thick soup or thin stew containing tomatoes, clams, onions, potatoes, bay
leaf, herbs, etc., started by frying the main ingredients together until
half-cooked, then adding broth and little wine.  BOSTON CLAM CHOWDER--A
white, thick soup with potatoes, clams, etc.; no tomatoes.

Pg. 287, col. 2--ICED COFFEE--A popular beverage consisting of coffee with
cream and sugar the ordinary way, with shaved ice added; shaken up; imbibed
through a straw.

Pp. 304-307--DRINKS has recipes for Ale Cup, Mulled Claret, Tom and Jerry,
Fanny's Delight, Egg Flip, Wassail Bowl, Gabe Case Punch, Langtry Punch, A
Reviver, Cold Milk Punch, Mint Julep, John Collins, Lemon Squash, Soda
Cocktail, Claret Punch, Gin Sling, Gin Cocktail, Gin Sour, Egg Nogg Iced, Sam
Ward, Corpse Reviver, Prairie Oyster, Gin Punch, Absinthe, Tiger's Milk,
Sauterne Cup, Burgundy Cup, Champagne Cup, Claret Cup, Brandy Champerelle,
Port Negus, Champgane Cocktail, Jersey Cocktail, Bridal Boquet Cup, Liqueur
Eustache, British Lion, Cinderella Cup, Liqueur Supreme, Cask Gingerade,
Jersey Lily Julep, Rose Nectar Julep, Christmas Julep, Moselle Cup A La
Prince De Galle, Punch A La Sandringham, Ypochas, Brandy Punch, Philadelphia
Cooler, Champagne Cup (Saratoga), Cider Cup, Electrical Cocktail, Idlewild
Toddy, Fruit Pyramid, The Steinway, The Daisy, The Maitrank, The Prince of
Wales, Egg-Lemonade, Milk Shake, Charlie Paul, Milk Punch, Washington Punch,
Royal Aquarium Milk-Punch, Athenaeum Claret Cup, Hot Punch, Beer Cup, Pusse
L'Amour, Pousse Cafe, Champerelle, Brand Scaffa, Golden Slipper, Sherry Flip,
Sherry Cobbler, Hari-Kari, Whisky Crusta, Archbishop.  (No Martini or

Pg. 314, col. 1--EGG PLANT A LA TURQUE--_Mussaka_, I leanred, otherwise
_Imam-Buildi_ (which in English means "the High-Priest's Tuck-in") was the
name of it, and the manner of its preparation the following...

Pg. 320, col. 2--FRENCH BREAD--Indefinite.  The bread now called French is in
very long loaves of one thickness from end to end.

Pg. 341, col. 1--HEAVENLY HASH--The curious name for the newest American
fashionable dish: Oranges, bananas, lemons, apples, raisins, and pineapples
are cut up into little bits, worked just enough to thicken their juices, and
then served with a grated nutmeg.  But the serving is the pretty part.  Cut a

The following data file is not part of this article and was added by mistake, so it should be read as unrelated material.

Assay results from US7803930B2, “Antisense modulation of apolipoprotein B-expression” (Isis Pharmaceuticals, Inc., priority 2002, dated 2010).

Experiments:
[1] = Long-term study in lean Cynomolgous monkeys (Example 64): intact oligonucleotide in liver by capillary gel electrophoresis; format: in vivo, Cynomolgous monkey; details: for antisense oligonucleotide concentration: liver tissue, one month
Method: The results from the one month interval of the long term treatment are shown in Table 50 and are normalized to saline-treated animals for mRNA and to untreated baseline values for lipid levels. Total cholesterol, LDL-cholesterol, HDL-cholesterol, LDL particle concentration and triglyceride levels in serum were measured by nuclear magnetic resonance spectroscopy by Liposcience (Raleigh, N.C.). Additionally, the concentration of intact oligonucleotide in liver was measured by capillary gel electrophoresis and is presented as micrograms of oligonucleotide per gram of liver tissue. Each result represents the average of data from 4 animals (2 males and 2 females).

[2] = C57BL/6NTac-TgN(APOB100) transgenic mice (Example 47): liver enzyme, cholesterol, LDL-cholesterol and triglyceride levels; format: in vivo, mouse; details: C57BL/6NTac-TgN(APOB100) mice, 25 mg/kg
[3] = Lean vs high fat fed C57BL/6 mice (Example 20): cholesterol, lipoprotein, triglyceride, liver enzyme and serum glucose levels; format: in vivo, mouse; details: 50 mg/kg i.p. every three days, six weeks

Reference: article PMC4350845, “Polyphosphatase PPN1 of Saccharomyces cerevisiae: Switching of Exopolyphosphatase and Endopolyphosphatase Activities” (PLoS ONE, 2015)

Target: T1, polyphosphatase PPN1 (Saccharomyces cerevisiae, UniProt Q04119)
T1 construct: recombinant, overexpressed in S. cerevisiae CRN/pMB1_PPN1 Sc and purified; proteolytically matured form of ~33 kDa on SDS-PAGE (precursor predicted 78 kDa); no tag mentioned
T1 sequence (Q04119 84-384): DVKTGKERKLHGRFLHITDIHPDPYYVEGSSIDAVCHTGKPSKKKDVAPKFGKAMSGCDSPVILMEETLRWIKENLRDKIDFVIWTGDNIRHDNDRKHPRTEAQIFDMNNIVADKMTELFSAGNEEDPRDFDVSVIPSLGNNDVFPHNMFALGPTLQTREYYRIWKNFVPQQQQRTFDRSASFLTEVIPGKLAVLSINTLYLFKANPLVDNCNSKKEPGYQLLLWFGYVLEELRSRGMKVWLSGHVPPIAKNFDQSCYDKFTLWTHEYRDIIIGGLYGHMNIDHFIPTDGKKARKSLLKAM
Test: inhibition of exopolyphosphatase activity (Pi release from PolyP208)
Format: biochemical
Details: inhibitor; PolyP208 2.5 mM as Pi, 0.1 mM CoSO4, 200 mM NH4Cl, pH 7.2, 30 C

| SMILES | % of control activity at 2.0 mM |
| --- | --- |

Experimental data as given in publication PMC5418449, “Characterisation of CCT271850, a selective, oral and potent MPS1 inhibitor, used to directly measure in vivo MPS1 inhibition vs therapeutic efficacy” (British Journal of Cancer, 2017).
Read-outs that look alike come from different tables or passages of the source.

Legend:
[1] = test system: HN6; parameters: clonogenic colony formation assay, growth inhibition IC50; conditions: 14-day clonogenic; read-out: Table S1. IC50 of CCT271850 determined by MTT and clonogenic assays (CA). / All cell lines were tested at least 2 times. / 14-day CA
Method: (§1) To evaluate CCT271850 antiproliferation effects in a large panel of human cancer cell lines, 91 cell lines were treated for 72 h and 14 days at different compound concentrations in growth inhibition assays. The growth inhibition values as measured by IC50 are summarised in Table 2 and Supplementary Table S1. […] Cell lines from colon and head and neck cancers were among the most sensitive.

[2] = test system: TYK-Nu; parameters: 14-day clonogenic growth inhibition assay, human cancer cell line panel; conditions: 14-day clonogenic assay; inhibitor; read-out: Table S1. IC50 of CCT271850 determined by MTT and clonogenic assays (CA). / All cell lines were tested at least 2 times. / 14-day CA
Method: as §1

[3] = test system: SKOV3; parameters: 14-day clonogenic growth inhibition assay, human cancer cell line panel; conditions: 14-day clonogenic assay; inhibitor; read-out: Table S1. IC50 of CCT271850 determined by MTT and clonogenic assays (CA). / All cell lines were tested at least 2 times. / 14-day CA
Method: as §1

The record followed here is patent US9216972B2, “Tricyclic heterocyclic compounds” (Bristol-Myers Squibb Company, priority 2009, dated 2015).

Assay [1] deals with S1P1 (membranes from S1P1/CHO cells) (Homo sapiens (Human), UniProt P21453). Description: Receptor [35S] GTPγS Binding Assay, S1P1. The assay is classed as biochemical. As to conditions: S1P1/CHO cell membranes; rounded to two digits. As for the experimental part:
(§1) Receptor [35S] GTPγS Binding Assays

hole large (Col. 2--ed.) enough to admit a spoon in the stem end of an
orange, which you empty, then fill with the hash, and serve on a little glass
fruit-dish with lemon or orange leaves.

Pg. 342, col. 1--HOKEY-POKEY ICE CREAM--Italian _Occhi-(Col.
2--ed.)Pocchi_--mixed colors and flavors of ice cream in cakes; one form of
_biscuits glaces_ or ice cakes.

Pp. 343-344--HOT BREWS include Cardinal, Mulled Wines, White Wine Whey, Lait
De Poule, Hot Apple Tea, Yard of Flannel, Wassail Bowl, Loving Cup, Apple
Toddy, Punch, Councillor's Cap, Creoles Skin, Merry Men, Red Pepper Skin, and
Ginger Skin.

Pg. 353, col. 1--JERSEY WONDERS, OR CAKES--Crullers; a rich and crisp sort of
doughnut not made with yeast, not very light...

Pg. 364, col. 2--LOVE IN DISGUISE--Is a calf's heart stuffed, then surrounded
with forcemeat, next rolled in powdered vermicelli, lastly deposited in a
baking dish with little butter and cooked in the oven.  Serve it in the dish
with its own gravy.

Pg. 375, col. 1--MOUSSE (Fr.)--Moss; froth; something very light and spongy.
The term is both to meat preparations and to ice creams; there are _mousses_
of _foie gras_, the softened paste having whipped cream mixed in it and then
made cold, as well as _biscuits glaces_ and _mousses glaces_.

Pg. 376, col. 2--MUSCOVITES--Whipped jellies; Moscow jellies, from whipped
jelly having at first been called Russian jelly.  These are combinations of
jelly and ice cream made by adding gelatine to fruit juice or pulp and
beating on ice till nearly set, then mixing in whipped cream, putting it in a
mould and burying in freezing mixture for 2 or 3 hours.

Pg. 387, col. 1--SOUVALAKIAS--Minced meat balls, like German _klose_...

Pg. 389, col. 2--OSWEGO PUDDING--Corn-starch pudding meringued and baked.
(Not in DARE--ed.)

Pg. 409, col. 1--FRENCH FRIED POTATOES--Raw, cut in 12 or more strips
lengthwise, thrown into hot lard, fried light brown and dry, fine salt.

Pg. 420, col. 2--ROCKY MOUNTAIN OYSTERS--Lambs' fries.

Pg. 422, col.2--In Poland, a similar _mixtum compositum_ is called
"borshtsh," on which the Russian looks down with sovereign contempt.

Pg. 428, col. 2--SALISBURY STEAK--For people with weak or impaired digestion.
 It is the notion of an American physician.  The surface of a round steak is
chopped with a _dull_ knife, the object being not to cut, but to pound the
meat.  As the meat-pulp comes to the top it is scraped off, until at last
nothing is left but the tough and fibrous residue.  The pulp is then made
into cakes and lightly and quickly broiled, so as to leave it almost raw

Pg. 442, col. 1--SNAILS--The "poor man's oyster"...